Hyderabad

Man ends up with two hearts after surgery

Apollo hospitals chairman Prathap C Reddy congratulates Karimnagar Traffic Inspector Seetha Reddy for providing a green corridor and successfully transporting the heart from a brain-dead person to a Hyderabad hospital for transplantation in Hyderabad on Saturday.

Apollo hospitals chairman Prathap C Reddy congratulates Karimnagar Traffic Inspector Seetha Reddy for providing a green corridor and successfully transporting the heart from a brain-dead person to a Hyderabad hospital for transplantation in Hyderabad on Saturday.   | Photo Credit: Special Arrangement

‘Donor heart from Karimnagar was too small for the patient’

It was meant to be just another cardiac surgery, adding to the growing number of heart transplants in the country, but at the end of it, the patient was left surviving with two beating hearts.

Doctors at Apollo Hospital, Jubilee Hills, on Saturday went into the operating room to give a 56-year-old man dying of heart failure a new lease of life. A donor heart was arriving from Karimnagar after its owner, 17-year-old Mekala Naveen Kumar, was declared brain-dead on Friday.

Mandate was to attempt a heart replacement, but when the donor heart arrived, cardio-thoracic surgeon A. Gopala Krishna Gokhale knew he had to attempt a radical procedure.

“The donor heart was of normal fist-size. The recipient’s heart was the size of a small football,” the surgeon said, explaining that the donor’s heart was too small for the recipient. The patient’s lung blood pressure had shot up four times above normal level while the aortic systole pressure had gone down. Time had run out.

“Plan B” was to put the donor’s heart alongside the patient’s heart. The procedure, colloquially referred to as “Piggyback Heart Transplant”, does not require removal of the deceased heart. Only about 150 such procedures have ever been reported, according to Dr. Gokhale.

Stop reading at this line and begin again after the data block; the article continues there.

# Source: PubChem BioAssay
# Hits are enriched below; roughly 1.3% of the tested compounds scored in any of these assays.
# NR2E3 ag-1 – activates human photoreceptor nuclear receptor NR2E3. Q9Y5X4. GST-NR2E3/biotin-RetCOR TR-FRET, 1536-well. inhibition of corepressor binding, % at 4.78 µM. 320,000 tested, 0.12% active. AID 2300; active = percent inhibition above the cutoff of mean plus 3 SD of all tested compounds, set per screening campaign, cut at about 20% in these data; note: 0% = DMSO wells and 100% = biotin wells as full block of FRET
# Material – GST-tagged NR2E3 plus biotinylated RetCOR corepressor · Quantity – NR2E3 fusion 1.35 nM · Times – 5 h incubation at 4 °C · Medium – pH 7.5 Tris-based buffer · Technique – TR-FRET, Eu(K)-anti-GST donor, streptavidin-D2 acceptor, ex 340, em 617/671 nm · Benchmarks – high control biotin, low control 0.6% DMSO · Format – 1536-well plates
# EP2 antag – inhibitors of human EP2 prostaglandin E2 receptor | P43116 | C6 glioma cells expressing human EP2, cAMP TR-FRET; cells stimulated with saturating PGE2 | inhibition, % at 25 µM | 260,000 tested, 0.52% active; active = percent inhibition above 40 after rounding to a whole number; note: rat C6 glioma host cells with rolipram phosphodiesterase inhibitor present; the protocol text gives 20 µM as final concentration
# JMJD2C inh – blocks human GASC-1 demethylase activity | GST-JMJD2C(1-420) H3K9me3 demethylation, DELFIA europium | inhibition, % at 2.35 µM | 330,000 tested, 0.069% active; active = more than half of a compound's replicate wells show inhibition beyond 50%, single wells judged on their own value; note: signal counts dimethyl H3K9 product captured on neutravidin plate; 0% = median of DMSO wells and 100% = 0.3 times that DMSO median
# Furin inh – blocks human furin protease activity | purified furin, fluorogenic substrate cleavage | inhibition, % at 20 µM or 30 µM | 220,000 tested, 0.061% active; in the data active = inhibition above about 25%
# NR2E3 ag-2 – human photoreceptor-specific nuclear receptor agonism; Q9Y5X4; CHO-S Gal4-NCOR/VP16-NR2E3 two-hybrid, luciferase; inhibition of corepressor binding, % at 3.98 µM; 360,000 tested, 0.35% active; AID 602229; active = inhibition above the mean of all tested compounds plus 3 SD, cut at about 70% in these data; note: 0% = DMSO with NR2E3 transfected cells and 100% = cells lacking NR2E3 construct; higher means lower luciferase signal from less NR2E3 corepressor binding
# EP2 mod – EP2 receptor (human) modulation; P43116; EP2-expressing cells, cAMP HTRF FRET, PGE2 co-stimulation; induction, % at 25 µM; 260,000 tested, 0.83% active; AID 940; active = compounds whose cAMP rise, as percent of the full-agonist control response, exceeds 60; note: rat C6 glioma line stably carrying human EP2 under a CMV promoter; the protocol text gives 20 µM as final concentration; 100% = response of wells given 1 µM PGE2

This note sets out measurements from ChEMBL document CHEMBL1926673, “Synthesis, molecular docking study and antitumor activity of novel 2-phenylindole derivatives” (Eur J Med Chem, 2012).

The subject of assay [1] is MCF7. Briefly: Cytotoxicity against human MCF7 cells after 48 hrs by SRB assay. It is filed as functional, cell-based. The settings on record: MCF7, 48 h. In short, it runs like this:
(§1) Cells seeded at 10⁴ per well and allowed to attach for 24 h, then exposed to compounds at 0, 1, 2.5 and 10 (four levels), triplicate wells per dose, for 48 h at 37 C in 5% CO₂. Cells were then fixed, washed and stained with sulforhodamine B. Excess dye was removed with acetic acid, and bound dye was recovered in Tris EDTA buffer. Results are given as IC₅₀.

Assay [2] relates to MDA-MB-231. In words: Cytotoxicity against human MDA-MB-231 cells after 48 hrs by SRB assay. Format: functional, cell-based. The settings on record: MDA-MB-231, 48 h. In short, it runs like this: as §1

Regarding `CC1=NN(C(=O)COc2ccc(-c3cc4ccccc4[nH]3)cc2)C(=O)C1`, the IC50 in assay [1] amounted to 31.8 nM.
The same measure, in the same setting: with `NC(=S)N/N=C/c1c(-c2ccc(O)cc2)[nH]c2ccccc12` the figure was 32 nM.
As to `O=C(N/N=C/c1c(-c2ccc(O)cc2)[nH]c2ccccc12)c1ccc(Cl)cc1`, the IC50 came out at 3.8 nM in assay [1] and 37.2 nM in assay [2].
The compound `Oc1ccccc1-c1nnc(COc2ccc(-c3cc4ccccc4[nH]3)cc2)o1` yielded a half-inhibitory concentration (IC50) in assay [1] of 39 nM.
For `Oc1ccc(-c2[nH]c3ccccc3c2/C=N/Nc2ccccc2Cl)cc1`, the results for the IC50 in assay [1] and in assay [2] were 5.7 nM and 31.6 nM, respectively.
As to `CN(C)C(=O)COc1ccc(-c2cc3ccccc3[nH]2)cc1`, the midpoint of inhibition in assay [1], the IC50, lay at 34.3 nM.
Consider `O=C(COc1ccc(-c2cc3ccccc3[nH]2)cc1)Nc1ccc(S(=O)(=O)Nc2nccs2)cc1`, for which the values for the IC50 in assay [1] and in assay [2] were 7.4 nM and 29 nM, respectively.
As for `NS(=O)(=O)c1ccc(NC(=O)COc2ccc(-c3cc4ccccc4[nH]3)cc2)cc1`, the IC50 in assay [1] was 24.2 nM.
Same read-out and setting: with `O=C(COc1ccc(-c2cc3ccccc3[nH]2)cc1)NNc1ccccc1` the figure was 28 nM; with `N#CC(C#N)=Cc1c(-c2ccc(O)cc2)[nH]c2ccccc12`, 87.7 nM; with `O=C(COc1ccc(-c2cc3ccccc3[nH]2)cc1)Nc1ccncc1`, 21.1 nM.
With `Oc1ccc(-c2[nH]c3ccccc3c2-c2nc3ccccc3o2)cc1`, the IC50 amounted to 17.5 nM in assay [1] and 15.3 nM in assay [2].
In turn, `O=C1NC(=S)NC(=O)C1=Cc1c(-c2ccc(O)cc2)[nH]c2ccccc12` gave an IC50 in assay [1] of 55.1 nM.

Finding a matching donor heart from a cadaver is not easy. Besides problems of a match, logistics issue after finding a potential donor does not allow successful transplant. According to Dr. Gokhale, the heart from a brain-dead person has to be restarted within four hours of its being stopped.

Early on Saturday, the Karimnagar police provided a green corridor for transportation of the heart to Hyderabad without traffic snarls. Traffic officials along with a team of doctors from Apollo Reach in Karimnagar, where the donor was declared brain-dead, started at 6.50 a.m. and reached Apollo Hospital in Jubilee hills at 8.50 am.

Doctors cut away some part of the patient heart’s pericardium, to facilitate placing the new heart. The donor’s heart was finally squeezed between the right lung and the original heart in a procedure that lasted seven hours.

“Two hearts in the patient complement each other to facilitate circulation, but beat at different rates. It is once-in-a-lifetime procedure a doctor performs. Patient’s blood pressures are close to normal and he is stable. But there will be other issues in future,” Dr. Gokhale said.

Among them are a complex ECG pattern, two sets of pulses and an increased amount of difficulty in zeroing in on the organ should a heart-related issue arise.

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Printable version | Feb 17, 2020 2:17:24 AM | https://www.thehindu.com/news/cities/Hyderabad/man-ends-up-with-two-hearts-after-surgery/article22717440.ece

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